“You are only as strong as your weakest link”. “One bad apple spoils the barrel”. If you think about it, there’s a lot of sayings about the negative difference one person can make. But is this really true? Can one bad employee wreck a team?
There has been some very elegant research done by Will Felps, Terence R Mithcell and Eliza Byington back in 2006 on this issue. They first did a review of all of the current research on the issue of bad employee behavior, and then conducted clinical tests to find out exactly what happens when one negative group member joins a group.
In their research, they defined negative group member in one of three ways. They used academic language, but the categories were:
- The slacker – someone who doesn’t pull their weight, doesn’t take on tasks or responsibilities, who doesn’t contribute or meet deadlines.
- The jerk – someone who is obnoxious and puts people down, makes fun of people, these are the ones making ethnic or sexist jokes, publicly embarrasses people and are generally rude .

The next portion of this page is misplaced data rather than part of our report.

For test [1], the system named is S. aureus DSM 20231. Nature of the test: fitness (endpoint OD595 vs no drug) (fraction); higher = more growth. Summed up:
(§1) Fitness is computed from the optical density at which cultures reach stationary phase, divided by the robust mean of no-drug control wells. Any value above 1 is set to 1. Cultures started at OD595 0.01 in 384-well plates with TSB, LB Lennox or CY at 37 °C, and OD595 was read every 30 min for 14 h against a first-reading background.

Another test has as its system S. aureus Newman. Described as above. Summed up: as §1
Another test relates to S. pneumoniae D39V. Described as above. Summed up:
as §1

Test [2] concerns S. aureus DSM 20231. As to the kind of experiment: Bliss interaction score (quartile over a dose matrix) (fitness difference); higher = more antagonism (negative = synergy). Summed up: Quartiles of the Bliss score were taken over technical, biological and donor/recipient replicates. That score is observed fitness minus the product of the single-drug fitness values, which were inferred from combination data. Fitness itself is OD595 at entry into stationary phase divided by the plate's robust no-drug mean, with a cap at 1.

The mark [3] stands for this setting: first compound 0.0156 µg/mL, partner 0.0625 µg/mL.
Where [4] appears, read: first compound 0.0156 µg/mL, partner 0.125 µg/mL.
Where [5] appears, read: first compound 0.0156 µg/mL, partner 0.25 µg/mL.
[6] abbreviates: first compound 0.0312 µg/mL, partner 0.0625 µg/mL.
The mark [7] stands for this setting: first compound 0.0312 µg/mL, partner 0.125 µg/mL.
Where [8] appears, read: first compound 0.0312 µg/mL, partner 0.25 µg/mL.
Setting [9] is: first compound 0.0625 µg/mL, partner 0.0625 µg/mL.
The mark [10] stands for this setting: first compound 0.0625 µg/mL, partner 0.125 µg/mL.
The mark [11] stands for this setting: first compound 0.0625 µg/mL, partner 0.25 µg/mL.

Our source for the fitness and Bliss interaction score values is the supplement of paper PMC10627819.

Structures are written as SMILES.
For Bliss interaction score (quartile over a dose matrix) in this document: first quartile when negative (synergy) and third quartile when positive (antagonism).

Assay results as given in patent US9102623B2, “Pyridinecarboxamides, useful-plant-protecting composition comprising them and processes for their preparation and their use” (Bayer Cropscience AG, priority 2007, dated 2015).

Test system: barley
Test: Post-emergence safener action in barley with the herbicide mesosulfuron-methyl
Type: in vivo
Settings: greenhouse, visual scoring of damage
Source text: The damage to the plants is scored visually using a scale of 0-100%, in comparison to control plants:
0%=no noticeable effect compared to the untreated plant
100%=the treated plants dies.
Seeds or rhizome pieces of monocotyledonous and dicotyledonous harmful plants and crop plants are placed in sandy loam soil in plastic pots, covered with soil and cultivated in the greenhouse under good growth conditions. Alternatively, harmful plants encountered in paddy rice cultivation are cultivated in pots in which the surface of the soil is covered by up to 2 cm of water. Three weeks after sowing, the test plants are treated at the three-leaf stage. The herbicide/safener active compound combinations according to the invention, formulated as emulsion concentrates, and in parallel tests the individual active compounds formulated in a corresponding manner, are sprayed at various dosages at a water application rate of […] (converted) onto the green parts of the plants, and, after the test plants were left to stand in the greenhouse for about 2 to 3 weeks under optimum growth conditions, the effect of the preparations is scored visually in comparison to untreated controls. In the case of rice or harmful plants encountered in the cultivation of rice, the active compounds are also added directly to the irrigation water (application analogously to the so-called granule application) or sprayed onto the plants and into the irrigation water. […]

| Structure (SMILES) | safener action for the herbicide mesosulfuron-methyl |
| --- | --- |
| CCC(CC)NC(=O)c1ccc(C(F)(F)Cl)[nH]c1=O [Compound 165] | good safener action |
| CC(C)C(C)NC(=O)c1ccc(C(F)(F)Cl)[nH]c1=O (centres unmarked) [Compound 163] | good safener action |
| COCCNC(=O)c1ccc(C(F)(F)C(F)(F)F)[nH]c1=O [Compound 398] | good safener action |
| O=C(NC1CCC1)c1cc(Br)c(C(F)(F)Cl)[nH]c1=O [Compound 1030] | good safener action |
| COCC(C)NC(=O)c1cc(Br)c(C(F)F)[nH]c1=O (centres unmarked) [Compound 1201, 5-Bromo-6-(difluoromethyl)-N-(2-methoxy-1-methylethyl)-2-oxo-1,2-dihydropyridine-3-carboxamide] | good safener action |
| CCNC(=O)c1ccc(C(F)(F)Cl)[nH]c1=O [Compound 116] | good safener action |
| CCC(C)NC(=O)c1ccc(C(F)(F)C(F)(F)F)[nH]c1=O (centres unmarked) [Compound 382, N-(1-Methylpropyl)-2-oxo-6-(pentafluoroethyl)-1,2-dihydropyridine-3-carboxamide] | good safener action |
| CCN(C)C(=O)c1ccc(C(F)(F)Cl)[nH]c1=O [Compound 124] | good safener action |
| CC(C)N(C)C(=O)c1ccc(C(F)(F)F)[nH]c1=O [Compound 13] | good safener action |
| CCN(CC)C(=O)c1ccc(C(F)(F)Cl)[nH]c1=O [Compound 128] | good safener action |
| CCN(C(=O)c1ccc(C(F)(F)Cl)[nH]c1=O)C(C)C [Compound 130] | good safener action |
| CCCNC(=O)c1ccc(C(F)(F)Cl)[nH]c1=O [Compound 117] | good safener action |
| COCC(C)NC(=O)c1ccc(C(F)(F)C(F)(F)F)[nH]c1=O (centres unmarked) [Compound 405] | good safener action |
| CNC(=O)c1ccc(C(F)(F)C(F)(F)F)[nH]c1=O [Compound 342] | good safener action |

- The depressed pessimist – someone who always believes that anything the company tries is doomed to failure, they are highly anxious, insecure & irritable
I am sure most people at one time or other in their careers have met one of these charmers.
But what happens to the group when you add in one of these people? Well according to their findings, the group productivity drops between 30-40%. Add to that effect, you start to see other team members begin to exhibit the traits of the negative person, which increases the problems for the team in terms of productivity, cooperation, creativity, morale and learning. People are less interested in finishing a task – they just want to “get it over with”.
So the next time a manager avoids dealing with a negative person in the workplace, you may want to point them in the direction of the research, and ask them if they are more willing to reduce their team’s productivity by 30-40% than have an uncomfortable conversation with one person.
If you want more information about the study, here’s a link to an interview with Will Felps, and a link to the full research report “How, When, and Why Bad Apples Spoil the Barrel: Negative Group Members and Dysfunctional Groups”.